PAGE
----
Lab di­luted so­lu­tion used to de­tect Zika

Er­ror ren­dered useless D.C.’s test­ing for the virus

The Washington Post Sunday - - FRONT PAGE - BY AARON C. DAVIS

When An­thony Tran took over the District’s pub­lic health lab late last year, he had a feel­ing some­thing was wrong with its test­ing for the Zika virus. He had just come from the pub­lic health lab in New York City, where tech­ni­cians had been find­ing mark­ers for Zika in the blood of ar­riv­ing trav­el­ers al­most ev­ery day. In the smaller, but still in­ter­na­tional, city of Wash­ing­ton, the same test was neg­a­tive — ev­ery time.

Soon, U.S. health of­fi­cials joined in Tran’s con­cern: Sam­ples sup­plied by the fed­eral gov­ern­ment of the fright­en­ing, mos­quito-borne virus that were tested in the lab as a con­trol were ap­pear­ing as if they con­tained no virus.

“I knew then that some­thing was tremen­dously wrong,” Tran said late last week in an in­ter­view. He halted test­ing, and with help from an­a­lysts at the Cen­ters for Dis­ease Con­trol and Pre­ven­tion, traced the prob­lem to a mis­take that any high school chem­istry stu­dent

could un­der­stand.

There were two types of so­lu­tion the District could have pur­chased to con­duct a phase of the test. One bot­tle came marked with a “D,” for di­luted, and the other with a “U”, for undi­luted. D.C. lab work­ers had pur­chased the di­luted ver­sion, Tran said, and then mis­tak­enly wa­tered it down as if it was the more con­cen­trated one, weak­en­ing the ability to de­tect for Zika.

For a pub­lic health lab to com­mit such an er­ror once would be an em­bar­rass­ment in the high­stakes test­ing of Zika, which has po­ten­tially dev­as­tat­ing con­se­quences for preg­nant women, sci­en­tists and fed­eral health of­fi­cials say. That the District lab — which is also a first line of de­fense in screen­ing bioter­ror­ism threats — re­peated the mis­take daily, and without any­one catch­ing it for more than six months, amounts to a more sys­temic and wor­ri­some fail­ure, ex­perts said.

In­ter­views and pub­lic doc­u­ments show that the de­ba­cle un­folded over a pe­riod of months last year in which the District lab was in a state of tur­moil — un­der­staffed, lack­ing per­ma­nent lead­er­ship, spread thin on com­pet­ing projects, and re­ly­ing on new em­ploy­ees to test for the emerg­ing pub­lic health threat in Zika.

“A rel­a­tively in­ex­pe­ri­enced staff and a lack of lead­er­ship — that’s a bad com­bi­na­tion,” said Kelly Wrob­lewski, di­rec­tor of in­fec­tious dis­eases for the As­so­ci­a­tion of Pub­lic Health Lab­o­ra­to­ries, which works to safe­guard the in­tegrity of pub­lic health labs na­tion­wide. “The pos­i­tive here is that the lab does have new lead­er­ship and he caught the er­ror quickly, even though the sit­u­a­tion is al­ready really, very un­for­tu­nate.”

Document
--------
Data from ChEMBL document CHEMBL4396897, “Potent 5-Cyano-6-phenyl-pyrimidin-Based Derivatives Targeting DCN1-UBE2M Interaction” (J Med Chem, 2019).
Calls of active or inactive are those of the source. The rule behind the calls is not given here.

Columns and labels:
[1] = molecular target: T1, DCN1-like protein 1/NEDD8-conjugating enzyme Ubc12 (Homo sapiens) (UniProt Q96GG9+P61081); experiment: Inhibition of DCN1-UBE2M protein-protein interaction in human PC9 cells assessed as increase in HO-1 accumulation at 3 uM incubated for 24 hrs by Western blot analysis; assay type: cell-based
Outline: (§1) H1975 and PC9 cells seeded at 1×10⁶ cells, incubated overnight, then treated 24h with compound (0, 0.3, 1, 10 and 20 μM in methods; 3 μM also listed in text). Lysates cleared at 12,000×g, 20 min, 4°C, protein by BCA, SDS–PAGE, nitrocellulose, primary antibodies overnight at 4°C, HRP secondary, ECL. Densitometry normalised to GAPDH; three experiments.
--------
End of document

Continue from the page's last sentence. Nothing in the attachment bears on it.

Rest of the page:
Since D.C. of­fi­cials an­nounced the er­ror on Feb. 9, pub­lic health of­fi­cials in a net­work of nearly 50 labs study­ing Zika have ques­tioned how it could have gone so wrong. It was the only ju­ris­dic­tion in the coun­try to have mis­han­dled the test­ing.

In the District, the mishap has shaken pub­lic con­fi­dence in Zika test­ing and, at­tor­neys say, could re­sult in mil­lions of dol­lars in le­gal claims. And all of that may pale in com­par­i­son to the ef­fects that the botched tests may have on a hand­ful of D.C. fam­i­lies.

At least nine preg­nant women in the na­tion’s cap­i­tal were caught in the faulty test­ing be­tween July and De­cem­ber of last year, D.C. of­fi­cials said Thurs­day. The women were told they did not have Zika when in fact new test­ing by a CDC lab in Colorado shows that the women did have an­ti­bod­ies that could sig­nal the pres­ence of the virus. Fol­low-up tests on eight have been in­con­clu­sive, and one has been con­firmed as hav­ing a Zika in­fec­tion.

District of­fi­cials say they do not know how far along any of the women were in their preg­nan­cies when they were wrongly told they were healthy. The District also does not know whether any of the women have since given birth.

Zika is pri­mar­ily trans­mit­ted through the bite of an in­fected mos­quito, but it can also be passed through sex, even if the in­fected per­son shows no symp­toms.

Pub­lic health of­fi­cials say they have re­layed the new test results to the women’s health-care providers, and they are gird­ing for the num­ber of new Zika pa­tients to rise as retest­ing is com­pleted for the fi­nal third of the 300 preg­nant women the District says were in­ac­cu­rately tested.

Ac­cord­ing to a study in De­cem- ber, about 6 per­cent of preg­nant women be­lieved to be in­fected with Zika in the United States had a baby or fe­tus with at least one birth de­fect re­lated to the vi­ral in­fec­tion last year. Most suf­fered from se­vere mi­cro­cephaly, char­ac­ter­ized by abnormally small head size and, of­ten, an un­der­de­vel­oped brain.

But ba­bies in­fected with Zika are not al­ways ob­vi­ous. Some prob­lems stem­ming from in­fec­tion may not show up un­til a year af­ter birth or longer and can in­clude hear­ing loss, ir­ri­tabil­ity, dif­fi­culty swal­low­ing, and cog­ni­tive, sen­sory and mo­tor-skill dif­fi­cul­ties.

That means the fall­out in the District may not be felt for some time.

‘A mad scram­ble’

Tucked away in the District’s new glass-and-steel foren­sic sci­ences build­ing, a cou­ple of blocks south of the Na­tional Air and Space Mu­seum, are a group of sci­en­tists who toil away on vi­tally im­por­tant work.